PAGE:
Niagara Gazette — Even opening with a 300-mile change of venue, March will be hard-pressed to match the madness of Niagara University’s baseball February.
The Purple Eagles got to Tallahassee in the worst way, hammered a hurler who would later shut out the New York Yankees, and finished by scoring 40 in four games in the ballpark where a past generation believes minor-league ball was invented.
Over the past weekend, then, the Eagles’ visit to Bucknell went south, literally from Lewisburg, Pa., to Petersburg, Va.
But that was a one-throw rundown compared to the Florida fling. “You can’t believe what we did to get down there” said Coach Rob McCoy. Picked off by storms and cancellations, the Eagles bussed to Pittsburgh, flew to Houston, then back to New Orleans, then arising at 4 a.m. for the six-hour drive along the Gulf Coast. On Mapquest, it had the configuration of a Greg Maddux curveball.
Playing before nearly 7,000 fans described by McCoy as “good and rowdy, that was part of the draw,” Niagara was shut out by a top prospect for six innings but broke through in the seventh against a pitcher named Billy Strode, knocking him out after only a third of an inning.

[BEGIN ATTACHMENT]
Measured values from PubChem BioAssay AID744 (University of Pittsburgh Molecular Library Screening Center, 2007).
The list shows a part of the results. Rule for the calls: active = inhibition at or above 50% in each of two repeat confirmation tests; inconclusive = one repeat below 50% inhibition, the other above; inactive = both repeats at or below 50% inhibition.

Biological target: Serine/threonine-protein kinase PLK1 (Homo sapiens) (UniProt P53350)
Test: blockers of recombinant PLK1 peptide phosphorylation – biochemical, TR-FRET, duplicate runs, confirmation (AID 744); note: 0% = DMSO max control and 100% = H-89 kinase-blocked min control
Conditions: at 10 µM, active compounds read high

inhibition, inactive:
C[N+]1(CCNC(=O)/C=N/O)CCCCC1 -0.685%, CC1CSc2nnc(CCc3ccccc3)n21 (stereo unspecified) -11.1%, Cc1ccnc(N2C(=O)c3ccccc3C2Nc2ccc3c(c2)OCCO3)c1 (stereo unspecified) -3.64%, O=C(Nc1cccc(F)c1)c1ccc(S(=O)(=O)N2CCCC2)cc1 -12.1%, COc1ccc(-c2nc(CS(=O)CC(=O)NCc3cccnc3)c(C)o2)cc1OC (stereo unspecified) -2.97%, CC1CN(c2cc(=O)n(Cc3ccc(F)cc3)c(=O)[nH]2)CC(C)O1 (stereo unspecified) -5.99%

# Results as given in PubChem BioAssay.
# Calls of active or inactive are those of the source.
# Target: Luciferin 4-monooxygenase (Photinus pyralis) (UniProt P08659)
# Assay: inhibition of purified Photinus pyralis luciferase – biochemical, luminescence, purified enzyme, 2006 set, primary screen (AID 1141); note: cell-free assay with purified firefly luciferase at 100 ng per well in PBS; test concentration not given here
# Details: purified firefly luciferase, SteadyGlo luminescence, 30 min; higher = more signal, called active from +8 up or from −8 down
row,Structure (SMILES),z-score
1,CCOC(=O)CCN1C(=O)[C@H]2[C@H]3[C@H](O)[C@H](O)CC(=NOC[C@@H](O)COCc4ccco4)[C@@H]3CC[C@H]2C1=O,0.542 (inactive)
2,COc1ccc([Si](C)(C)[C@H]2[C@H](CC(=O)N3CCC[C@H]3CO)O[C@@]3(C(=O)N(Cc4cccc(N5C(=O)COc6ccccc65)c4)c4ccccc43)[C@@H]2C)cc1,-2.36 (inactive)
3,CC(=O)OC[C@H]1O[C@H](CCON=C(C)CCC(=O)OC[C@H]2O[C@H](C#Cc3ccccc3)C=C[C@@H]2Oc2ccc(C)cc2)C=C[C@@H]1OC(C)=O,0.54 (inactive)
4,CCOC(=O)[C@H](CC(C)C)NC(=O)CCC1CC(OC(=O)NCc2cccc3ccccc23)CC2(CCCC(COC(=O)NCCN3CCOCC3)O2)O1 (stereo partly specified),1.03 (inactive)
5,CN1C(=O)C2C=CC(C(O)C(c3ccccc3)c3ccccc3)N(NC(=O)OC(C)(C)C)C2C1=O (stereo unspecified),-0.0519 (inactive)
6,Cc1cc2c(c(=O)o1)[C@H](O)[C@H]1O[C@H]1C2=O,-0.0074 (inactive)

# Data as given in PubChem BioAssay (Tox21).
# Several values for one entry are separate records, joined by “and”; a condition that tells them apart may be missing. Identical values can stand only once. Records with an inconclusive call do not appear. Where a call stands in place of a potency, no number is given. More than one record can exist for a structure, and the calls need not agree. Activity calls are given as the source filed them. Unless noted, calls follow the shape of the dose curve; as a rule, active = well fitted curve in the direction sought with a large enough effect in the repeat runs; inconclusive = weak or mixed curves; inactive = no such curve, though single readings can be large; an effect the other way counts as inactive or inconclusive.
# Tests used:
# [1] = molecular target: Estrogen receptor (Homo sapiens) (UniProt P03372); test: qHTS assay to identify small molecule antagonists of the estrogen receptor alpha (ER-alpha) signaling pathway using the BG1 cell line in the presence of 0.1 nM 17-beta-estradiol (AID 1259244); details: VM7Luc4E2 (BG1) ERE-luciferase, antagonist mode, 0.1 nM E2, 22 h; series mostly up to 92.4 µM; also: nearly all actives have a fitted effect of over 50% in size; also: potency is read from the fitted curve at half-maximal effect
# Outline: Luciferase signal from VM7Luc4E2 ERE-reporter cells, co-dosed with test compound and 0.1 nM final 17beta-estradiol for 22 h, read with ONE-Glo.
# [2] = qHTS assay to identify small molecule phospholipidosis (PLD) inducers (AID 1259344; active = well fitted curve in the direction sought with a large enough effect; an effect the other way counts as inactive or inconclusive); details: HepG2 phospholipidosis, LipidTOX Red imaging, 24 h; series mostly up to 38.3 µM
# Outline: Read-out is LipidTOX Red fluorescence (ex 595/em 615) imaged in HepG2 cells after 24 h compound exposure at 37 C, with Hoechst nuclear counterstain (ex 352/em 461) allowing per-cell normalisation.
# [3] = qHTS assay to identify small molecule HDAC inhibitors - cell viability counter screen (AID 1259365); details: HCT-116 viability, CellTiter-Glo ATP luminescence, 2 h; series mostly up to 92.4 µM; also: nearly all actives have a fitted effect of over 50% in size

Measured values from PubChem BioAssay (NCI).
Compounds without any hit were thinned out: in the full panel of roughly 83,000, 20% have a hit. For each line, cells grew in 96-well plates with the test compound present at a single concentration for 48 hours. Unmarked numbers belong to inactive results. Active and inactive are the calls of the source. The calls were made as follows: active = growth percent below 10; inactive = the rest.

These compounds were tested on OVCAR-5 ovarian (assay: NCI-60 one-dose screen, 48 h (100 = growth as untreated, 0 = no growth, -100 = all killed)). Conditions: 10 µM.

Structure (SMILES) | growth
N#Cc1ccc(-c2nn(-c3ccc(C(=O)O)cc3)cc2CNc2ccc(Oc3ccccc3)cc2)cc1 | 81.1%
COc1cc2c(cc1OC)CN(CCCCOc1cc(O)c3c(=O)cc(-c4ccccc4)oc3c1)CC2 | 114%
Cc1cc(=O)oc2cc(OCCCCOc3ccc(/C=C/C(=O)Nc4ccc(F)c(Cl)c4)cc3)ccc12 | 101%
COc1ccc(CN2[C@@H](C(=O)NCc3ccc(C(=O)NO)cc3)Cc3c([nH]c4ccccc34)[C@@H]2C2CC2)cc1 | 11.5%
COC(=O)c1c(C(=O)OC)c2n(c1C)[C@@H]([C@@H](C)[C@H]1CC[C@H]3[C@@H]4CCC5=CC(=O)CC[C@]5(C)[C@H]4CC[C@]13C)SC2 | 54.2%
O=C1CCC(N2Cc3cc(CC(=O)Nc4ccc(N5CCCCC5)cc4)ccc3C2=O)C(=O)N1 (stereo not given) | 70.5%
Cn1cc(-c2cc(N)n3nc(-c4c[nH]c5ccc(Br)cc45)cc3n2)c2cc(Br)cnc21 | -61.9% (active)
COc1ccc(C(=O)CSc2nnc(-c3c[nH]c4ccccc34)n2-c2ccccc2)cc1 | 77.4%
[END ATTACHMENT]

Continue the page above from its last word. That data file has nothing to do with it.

A week later, Strode would pitch a shutout inning against the Yankees in Tampa’s Steinbrenner Field. His ERA vs. the Yankees: 0.00; vs. Niagara, 54.00.
After three respectable showings in Tallahassee, the Eagles regrouped in North Carolina’s Durham Athletic Park of “Bull Durham” movie fame.
Here, the Eagles broke out against NC Central, coached by St. Francis High grad Jim Koerner and last year one of the most improved teams in all Division I. Niagara won three out of four with a second fine outing by Drew Fittry, who had yielded but eight hits in 12 innings heading into this past weekend.